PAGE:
But you know what?
I am not obligated to make anyone happy but me.
And it is not wrong for me to say, “I don’t want to bother giving your French drama two hours of my life.  It might be as awesome as you claim.  But I have better leads, and an awful lot of French dramatists battering at my door telling me how different they are.
“Furthermore, you telling me, ‘But you owe me this shot!’ tells me that you don’t think of me as a person – you think of me as a medium to fulfill your desires.”
Likewise, women in the dating pool?  They do not exist for you to empty your semen into, or onto.  They exist because they’re trying to make themselves happy, and what makes them happy may be Not You.  Furthermore, they may have tried a lot of men who are like you, and found your kind to be not the most efficient method of finding happiness.
Them screening you out is not a crime.  For it to be a crime, they would have had some natural obligation to date anyone who felt like they had a shot at them – which they don’t, any more than you are obligated to go on a tedious date with every person, male or female, who finds you desirable.  You can both say “No.”  That’s the glory of this system: you get to choose where to put your best efforts.
(Even if, as I noted, those efforts may be wrong.  People make dumbass mistakes.  Considering they’re usually the ones who bear the brunt of the punishment for it, that’s their right as well.)
And yeah.  Sometimes that means you get screened by lots of people, and go home lonelier more of the time than you’d like.  As a guy pushing his late forties, I feel that pressure: looking at OKC, there’s precious few women I find attractive who want to date someone in their fifties, and soon I’ll cross that barrier.  It’ll be lonelier.  It’ll be a little less fulfilling, being me.
I’ll have to accept that reality.  And, if I wish to keep dating, find new ways to make myself a compelling person.  Because believing that “all women owe me a shot!” often comes with a healthy dosage of “I don’t have to do anything interesting to be worthy of attention!” and oh, my friend, you’d be far better served finding ways to make yourself more desirable than you are by seething with injustice over the fact that they wouldn’t even look at you.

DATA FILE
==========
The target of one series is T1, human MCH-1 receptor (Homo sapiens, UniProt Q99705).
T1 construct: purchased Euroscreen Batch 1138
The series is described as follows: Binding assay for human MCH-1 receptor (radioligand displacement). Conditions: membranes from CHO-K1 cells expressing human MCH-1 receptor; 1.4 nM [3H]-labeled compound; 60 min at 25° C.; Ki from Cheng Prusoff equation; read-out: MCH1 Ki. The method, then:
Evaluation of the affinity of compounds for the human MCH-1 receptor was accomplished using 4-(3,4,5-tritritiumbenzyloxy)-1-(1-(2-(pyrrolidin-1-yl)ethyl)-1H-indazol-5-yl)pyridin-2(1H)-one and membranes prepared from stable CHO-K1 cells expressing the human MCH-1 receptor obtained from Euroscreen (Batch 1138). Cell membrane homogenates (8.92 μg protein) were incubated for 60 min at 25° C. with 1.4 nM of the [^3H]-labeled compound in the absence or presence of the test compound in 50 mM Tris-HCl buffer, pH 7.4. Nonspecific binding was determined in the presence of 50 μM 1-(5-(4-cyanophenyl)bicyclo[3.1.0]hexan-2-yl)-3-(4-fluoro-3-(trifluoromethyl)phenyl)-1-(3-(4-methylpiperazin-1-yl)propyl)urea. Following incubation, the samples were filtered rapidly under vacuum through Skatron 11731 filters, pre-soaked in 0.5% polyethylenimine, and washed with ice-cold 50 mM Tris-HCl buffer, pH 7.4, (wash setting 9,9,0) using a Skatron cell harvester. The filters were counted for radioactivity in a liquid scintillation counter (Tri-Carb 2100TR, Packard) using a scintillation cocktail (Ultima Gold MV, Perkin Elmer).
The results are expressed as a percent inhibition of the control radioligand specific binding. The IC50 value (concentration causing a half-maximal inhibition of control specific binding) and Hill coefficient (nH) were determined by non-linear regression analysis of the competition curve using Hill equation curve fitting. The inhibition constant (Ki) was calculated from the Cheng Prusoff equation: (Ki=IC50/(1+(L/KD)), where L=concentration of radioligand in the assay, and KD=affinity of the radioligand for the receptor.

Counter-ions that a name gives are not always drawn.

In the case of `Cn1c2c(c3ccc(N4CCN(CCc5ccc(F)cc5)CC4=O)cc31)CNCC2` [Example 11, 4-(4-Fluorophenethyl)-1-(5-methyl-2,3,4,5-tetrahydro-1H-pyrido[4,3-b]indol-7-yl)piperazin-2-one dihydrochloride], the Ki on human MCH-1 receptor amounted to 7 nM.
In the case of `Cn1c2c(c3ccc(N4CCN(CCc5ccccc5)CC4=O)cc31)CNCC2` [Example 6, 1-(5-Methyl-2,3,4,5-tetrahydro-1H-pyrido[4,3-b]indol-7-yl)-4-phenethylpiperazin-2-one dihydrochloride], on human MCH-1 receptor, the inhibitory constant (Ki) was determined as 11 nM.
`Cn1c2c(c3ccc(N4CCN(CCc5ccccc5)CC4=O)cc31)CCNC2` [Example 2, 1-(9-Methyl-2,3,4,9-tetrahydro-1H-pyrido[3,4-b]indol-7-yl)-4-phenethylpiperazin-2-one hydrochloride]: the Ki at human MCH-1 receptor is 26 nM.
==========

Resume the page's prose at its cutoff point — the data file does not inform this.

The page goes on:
But life?  Is not always fair.  And the best you can do personally is to try to find ways to mitigate that unfairness.  Don’t complain that women have filtered you out; find some way to widen your personal pool of interest, so other women will find you intriguing.
Maybe by directing a French drama?  No, no, a terrible idea: direct a superhero film instead.
(Cross-posted from an essay at FetLife.)

1 Comment

  1. Yet Another Laura H
    Dec 14, 2014

    I’ve actually done the opposite, here. I haven’t signed up for FetLife, even though I want to read Mr. Steinmetz’ essays there, because I am a lesbian, and not interested in hooking up, and there are people who feel that if you are in such spaces, to not be interested in sex is a lie, an intrusion. I skipped one of my favorite webcomic artist’s local appearance, because it was in a “sex-positive” coffee shop, and in my experience, there is always that one guy who *resents* you for not being sexually available, and hovers around the spiteful hoarders of vagina, making pushy small talk as he attempts to convince you that you are just being *unfair* in not finding him attractive, that you bet if he were Tom Hiddleston (or whoever), you’d drag him into the closet for a threesome and a blow job…
    And you know what? He’s right. He’s the sex-positive person, this is the sex-positive space, I would be the alien, and it’s right to try to repel me. (I am sex positive, but not in a sex-y place for the foreseeable future.) But I’m sad to miss meeting Danielle Corestto or read more of Mr. Steinmetz’ writing.